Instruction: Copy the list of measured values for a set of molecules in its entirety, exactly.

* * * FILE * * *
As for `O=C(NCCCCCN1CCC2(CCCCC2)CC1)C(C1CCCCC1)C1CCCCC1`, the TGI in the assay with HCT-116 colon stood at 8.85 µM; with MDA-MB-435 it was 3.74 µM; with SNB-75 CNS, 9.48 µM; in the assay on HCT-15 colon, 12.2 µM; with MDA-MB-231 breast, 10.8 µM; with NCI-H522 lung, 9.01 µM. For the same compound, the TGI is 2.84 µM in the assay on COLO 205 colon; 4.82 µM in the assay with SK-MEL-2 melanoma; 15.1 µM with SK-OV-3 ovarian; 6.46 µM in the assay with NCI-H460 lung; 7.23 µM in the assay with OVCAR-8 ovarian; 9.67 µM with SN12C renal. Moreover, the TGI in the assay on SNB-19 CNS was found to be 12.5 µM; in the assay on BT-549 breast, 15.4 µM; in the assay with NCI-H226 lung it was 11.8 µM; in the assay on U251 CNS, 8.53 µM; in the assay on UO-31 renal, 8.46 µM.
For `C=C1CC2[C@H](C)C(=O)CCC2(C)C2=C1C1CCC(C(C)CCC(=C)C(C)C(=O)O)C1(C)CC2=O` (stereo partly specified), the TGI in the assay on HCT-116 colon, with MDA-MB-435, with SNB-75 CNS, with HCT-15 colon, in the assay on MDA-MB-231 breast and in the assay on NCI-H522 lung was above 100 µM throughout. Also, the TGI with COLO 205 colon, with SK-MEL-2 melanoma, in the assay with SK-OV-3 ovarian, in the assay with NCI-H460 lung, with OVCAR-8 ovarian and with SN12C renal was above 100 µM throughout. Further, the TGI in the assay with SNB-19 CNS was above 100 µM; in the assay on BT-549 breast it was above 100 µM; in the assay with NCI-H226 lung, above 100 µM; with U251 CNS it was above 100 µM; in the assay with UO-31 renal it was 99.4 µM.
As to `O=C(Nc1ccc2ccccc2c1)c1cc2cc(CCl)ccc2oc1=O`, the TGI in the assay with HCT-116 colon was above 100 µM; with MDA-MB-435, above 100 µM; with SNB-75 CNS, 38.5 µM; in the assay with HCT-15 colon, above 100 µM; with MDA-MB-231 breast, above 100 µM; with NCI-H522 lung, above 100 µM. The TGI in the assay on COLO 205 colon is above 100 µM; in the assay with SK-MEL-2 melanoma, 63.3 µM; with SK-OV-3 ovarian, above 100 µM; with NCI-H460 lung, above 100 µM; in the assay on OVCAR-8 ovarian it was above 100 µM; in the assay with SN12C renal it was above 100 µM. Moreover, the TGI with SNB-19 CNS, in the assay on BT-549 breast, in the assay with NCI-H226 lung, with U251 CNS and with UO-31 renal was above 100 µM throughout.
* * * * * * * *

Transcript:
As for `O=C(NCCCCCN1CCC2(CCCCC2)CC1)C(C1CCCCC1)C1CCCCC1`, the TGI in the assay with HCT-116 colon stood at 8.85 µM; with MDA-MB-435 it was 3.74 µM; with SNB-75 CNS, 9.48 µM; in the assay on HCT-15 colon, 12.2 µM; with MDA-MB-231 breast, 10.8 µM; with NCI-H522 lung, 9.01 µM. For the same compound, the TGI is 2.84 µM in the assay on COLO 205 colon; 4.82 µM in the assay with SK-MEL-2 melanoma; 15.1 µM with SK-OV-3 ovarian; 6.46 µM in the assay with NCI-H460 lung; 7.23 µM in the assay with OVCAR-8 ovarian; 9.67 µM with SN12C renal. Moreover, the TGI in the assay on SNB-19 CNS was found to be 12.5 µM; in the assay on BT-549 breast, 15.4 µM; in the assay with NCI-H226 lung it was 11.8 µM; in the assay on U251 CNS, 8.53 µM; in the assay on UO-31 renal, 8.46 µM.
For `C=C1CC2[C@H](C)C(=O)CCC2(C)C2=C1C1CCC(C(C)CCC(=C)C(C)C(=O)O)C1(C)CC2=O` (stereo partly specified), the TGI in the assay on HCT-116 colon, with MDA-MB-435, with SNB-75 CNS, with HCT-15 colon, in the assay on MDA-MB-231 breast and in the assay on NCI-H522 lung was above 100 µM throughout. Also, the TGI with COLO 205 colon, with SK-MEL-2 melanoma, in the assay with SK-OV-3 ovarian, in the assay with NCI-H460 lung, with OVCAR-8 ovarian and with SN12C renal was above 100 µM throughout. Further, the TGI in the assay with SNB-19 CNS was above 100 µM; in the assay on BT-549 breast it was above 100 µM; in the assay with NCI-H226 lung, above 100 µM; with U251 CNS it was above 100 µM; in the assay with UO-31 renal it was 99.4 µM.
As to `O=C(Nc1ccc2ccccc2c1)c1cc2cc(CCl)ccc2oc1=O`, the TGI in the assay with HCT-116 colon was above 100 µM; with MDA-MB-435, above 100 µM; with SNB-75 CNS, 38.5 µM; in the assay with HCT-15 colon, above 100 µM; with MDA-MB-231 breast, above 100 µM; with NCI-H522 lung, above 100 µM. The TGI in the assay on COLO 205 colon is above 100 µM; in the assay with SK-MEL-2 melanoma, 63.3 µM; with SK-OV-3 ovarian, above 100 µM; with NCI-H460 lung, above 100 µM; in the assay on OVCAR-8 ovarian it was above 100 µM; in the assay with SN12C renal it was above 100 µM. Moreover, the TGI with SNB-19 CNS, in the assay on BT-549 breast, in the assay with NCI-H226 lung, with U251 CNS and with UO-31 renal was above 100 µM throughout.